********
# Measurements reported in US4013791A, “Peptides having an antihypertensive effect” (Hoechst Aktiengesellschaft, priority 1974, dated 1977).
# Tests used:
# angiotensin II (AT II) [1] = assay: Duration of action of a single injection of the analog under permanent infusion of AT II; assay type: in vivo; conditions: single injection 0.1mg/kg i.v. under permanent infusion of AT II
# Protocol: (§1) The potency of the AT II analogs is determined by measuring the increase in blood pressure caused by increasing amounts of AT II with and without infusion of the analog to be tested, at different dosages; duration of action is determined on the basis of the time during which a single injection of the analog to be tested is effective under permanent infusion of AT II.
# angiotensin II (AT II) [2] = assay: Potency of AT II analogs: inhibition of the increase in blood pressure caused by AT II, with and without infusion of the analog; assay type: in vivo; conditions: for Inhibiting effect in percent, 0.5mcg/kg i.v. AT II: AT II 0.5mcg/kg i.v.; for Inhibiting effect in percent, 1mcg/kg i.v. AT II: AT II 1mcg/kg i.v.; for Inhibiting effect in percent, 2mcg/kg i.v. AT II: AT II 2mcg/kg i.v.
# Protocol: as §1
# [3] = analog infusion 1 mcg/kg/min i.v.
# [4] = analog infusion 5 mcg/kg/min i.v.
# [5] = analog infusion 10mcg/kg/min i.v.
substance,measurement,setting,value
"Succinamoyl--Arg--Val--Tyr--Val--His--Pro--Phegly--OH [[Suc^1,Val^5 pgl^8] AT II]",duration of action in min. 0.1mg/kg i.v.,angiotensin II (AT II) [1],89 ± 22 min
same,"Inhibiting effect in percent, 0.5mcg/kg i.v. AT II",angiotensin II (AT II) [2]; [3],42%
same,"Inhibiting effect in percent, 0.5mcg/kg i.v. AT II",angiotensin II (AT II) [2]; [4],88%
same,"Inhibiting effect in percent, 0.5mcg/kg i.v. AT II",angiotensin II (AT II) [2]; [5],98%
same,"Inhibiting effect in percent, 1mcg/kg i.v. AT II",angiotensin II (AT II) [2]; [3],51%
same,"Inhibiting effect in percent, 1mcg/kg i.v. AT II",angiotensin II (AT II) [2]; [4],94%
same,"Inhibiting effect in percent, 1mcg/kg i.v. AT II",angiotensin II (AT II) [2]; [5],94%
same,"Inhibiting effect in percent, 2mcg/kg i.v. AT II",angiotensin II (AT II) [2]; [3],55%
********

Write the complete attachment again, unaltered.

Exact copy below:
# Measurements reported in US4013791A, “Peptides having an antihypertensive effect” (Hoechst Aktiengesellschaft, priority 1974, dated 1977).
# Tests used:
# angiotensin II (AT II) [1] = assay: Duration of action of a single injection of the analog under permanent infusion of AT II; assay type: in vivo; conditions: single injection 0.1mg/kg i.v. under permanent infusion of AT II
# Protocol: (§1) The potency of the AT II analogs is determined by measuring the increase in blood pressure caused by increasing amounts of AT II with and without infusion of the analog to be tested, at different dosages; duration of action is determined on the basis of the time during which a single injection of the analog to be tested is effective under permanent infusion of AT II.
# angiotensin II (AT II) [2] = assay: Potency of AT II analogs: inhibition of the increase in blood pressure caused by AT II, with and without infusion of the analog; assay type: in vivo; conditions: for Inhibiting effect in percent, 0.5mcg/kg i.v. AT II: AT II 0.5mcg/kg i.v.; for Inhibiting effect in percent, 1mcg/kg i.v. AT II: AT II 1mcg/kg i.v.; for Inhibiting effect in percent, 2mcg/kg i.v. AT II: AT II 2mcg/kg i.v.
# Protocol: as §1
# [3] = analog infusion 1 mcg/kg/min i.v.
# [4] = analog infusion 5 mcg/kg/min i.v.
# [5] = analog infusion 10mcg/kg/min i.v.
substance,measurement,setting,value
"Succinamoyl--Arg--Val--Tyr--Val--His--Pro--Phegly--OH [[Suc^1,Val^5 pgl^8] AT II]",duration of action in min. 0.1mg/kg i.v.,angiotensin II (AT II) [1],89 ± 22 min
same,"Inhibiting effect in percent, 0.5mcg/kg i.v. AT II",angiotensin II (AT II) [2]; [3],42%
same,"Inhibiting effect in percent, 0.5mcg/kg i.v. AT II",angiotensin II (AT II) [2]; [4],88%
same,"Inhibiting effect in percent, 0.5mcg/kg i.v. AT II",angiotensin II (AT II) [2]; [5],98%
same,"Inhibiting effect in percent, 1mcg/kg i.v. AT II",angiotensin II (AT II) [2]; [3],51%
same,"Inhibiting effect in percent, 1mcg/kg i.v. AT II",angiotensin II (AT II) [2]; [4],94%
same,"Inhibiting effect in percent, 1mcg/kg i.v. AT II",angiotensin II (AT II) [2]; [5],94%
same,"Inhibiting effect in percent, 2mcg/kg i.v. AT II",angiotensin II (AT II) [2]; [3],55%